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During the pandemic, many citizens of Roswell have made a conscious effort to get outside and explore local areas. Home to many waterways, parks and trails, Roswell provides a breath of fresh air and variety from being stuck within the same four walls. While the breath of fresh air is nice, it can be hard not to notice an empty soda bottle lingering on the river’s surface, or maybe a shopping bag caught in a tree. Litter like plastic bottles and bags act as visual representations of how we are damaging our environment, but not as commonly seen or discussed are our carbon emissions.

The terms “carbon emissions” and “carbon footprint” have been buzzwords when speaking on the environment for years now. It is important to have a grasp on what exactly these refer to. Simply put, one’s carbon footprint references how much they contribute to the production of carbon dioxide, which damages our planet by fast tracking climate change. So now the question is, how can the citizens of Roswell help?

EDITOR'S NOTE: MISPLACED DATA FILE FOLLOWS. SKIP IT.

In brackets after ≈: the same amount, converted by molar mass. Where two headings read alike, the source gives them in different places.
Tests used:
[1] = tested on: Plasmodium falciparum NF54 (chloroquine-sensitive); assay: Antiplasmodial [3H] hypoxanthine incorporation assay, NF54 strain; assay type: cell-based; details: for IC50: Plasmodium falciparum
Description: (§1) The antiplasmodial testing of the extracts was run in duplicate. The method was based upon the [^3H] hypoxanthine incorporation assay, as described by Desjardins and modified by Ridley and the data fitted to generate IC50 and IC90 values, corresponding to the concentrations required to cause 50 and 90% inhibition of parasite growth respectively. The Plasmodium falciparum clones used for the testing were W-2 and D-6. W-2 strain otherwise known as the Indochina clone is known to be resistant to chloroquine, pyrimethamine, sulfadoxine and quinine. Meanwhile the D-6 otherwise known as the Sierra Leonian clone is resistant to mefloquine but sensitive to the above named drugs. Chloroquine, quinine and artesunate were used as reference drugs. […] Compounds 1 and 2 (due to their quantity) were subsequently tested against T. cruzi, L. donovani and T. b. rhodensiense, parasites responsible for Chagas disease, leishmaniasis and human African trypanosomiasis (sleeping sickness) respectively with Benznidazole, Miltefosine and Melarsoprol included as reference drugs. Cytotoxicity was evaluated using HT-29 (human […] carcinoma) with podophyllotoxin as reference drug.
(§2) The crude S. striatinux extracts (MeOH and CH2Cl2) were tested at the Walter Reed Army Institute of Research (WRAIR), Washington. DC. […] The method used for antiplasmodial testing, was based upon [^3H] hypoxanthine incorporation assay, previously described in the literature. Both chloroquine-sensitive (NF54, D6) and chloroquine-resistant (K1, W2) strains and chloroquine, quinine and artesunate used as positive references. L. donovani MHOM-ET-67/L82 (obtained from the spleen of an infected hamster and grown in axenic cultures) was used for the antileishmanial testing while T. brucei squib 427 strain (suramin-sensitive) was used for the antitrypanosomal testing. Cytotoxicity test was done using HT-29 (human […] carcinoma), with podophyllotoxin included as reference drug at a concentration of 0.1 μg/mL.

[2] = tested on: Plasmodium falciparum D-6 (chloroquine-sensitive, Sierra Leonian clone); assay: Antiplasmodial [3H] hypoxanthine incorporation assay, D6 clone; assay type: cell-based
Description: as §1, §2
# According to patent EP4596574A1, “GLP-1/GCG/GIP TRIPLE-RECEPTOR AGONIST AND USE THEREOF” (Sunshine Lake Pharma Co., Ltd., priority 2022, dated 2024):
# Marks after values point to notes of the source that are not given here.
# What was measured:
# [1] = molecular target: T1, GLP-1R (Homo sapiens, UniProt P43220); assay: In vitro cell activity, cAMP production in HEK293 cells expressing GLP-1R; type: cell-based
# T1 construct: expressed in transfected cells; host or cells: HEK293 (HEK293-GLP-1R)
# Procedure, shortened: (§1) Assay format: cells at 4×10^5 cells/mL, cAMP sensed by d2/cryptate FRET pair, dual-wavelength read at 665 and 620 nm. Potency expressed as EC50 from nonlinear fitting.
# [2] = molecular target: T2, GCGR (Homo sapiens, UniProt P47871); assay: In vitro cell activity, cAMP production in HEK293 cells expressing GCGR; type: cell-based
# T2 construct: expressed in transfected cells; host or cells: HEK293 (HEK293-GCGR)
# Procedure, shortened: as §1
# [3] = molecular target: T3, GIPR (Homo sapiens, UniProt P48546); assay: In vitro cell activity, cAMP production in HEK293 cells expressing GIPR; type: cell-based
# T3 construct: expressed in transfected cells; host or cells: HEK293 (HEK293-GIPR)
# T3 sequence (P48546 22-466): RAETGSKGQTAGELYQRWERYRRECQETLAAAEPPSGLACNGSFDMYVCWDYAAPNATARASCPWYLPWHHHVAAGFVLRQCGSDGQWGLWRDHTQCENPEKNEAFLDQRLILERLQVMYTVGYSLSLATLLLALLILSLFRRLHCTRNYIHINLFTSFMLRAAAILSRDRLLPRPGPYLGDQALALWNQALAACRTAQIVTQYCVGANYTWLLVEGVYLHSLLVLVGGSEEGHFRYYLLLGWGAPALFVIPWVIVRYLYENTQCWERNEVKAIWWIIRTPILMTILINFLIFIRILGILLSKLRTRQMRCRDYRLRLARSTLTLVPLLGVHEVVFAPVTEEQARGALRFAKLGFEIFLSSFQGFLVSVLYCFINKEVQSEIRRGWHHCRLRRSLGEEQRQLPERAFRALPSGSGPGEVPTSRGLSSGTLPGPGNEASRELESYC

Our daily consumption of products like gas, clothing, and food play into our carbon footprint. As far as transportation goes, the average car gives off 4.6 metric tons of carbon dioxide a year. That number can be reduced by simply arranging a carpool rotation with friends of utilizing one of the Marta bus routes that service Georgia. When it comes to clothing, shopping sustainably can become costly. Instead of buying new, try taking care of the pieces you already own or browse a thrift store with friends. Roswell has several chain thrift stores, and other, smaller consignment stores. Taking a look at food consumption, shopping at local markets and ensuring you do not over buy can decrease carbon emissions. The Roswell Farmers and Artisans Market runs through April to October and would be a good place to start. These seemingly simple steps can be the start of even bigger changes.

Take a second to take in the environment around you. We cannot truly enjoy our surroundings while actively contributing to their destruction. Roswell gifts us greenery, waterways, and wildlife, so it is only fair that we do our part to protect our city.

If you care to take a look at how you influence our environment take a look at The Nature Conservatory’s Carbon Footprint Calculator…

Featured image photo taken on one of Roswell’s many trails by Maille McLaughlin

Sources: “Facts on Transportation Greenhouse Gas Emissions.” EPA, Environmental Protection Agency, 8 July 2021, 

“Sources of Greenhouse Gas Emissions.” EPA, Environmental Protection Agency, 27 July 2021,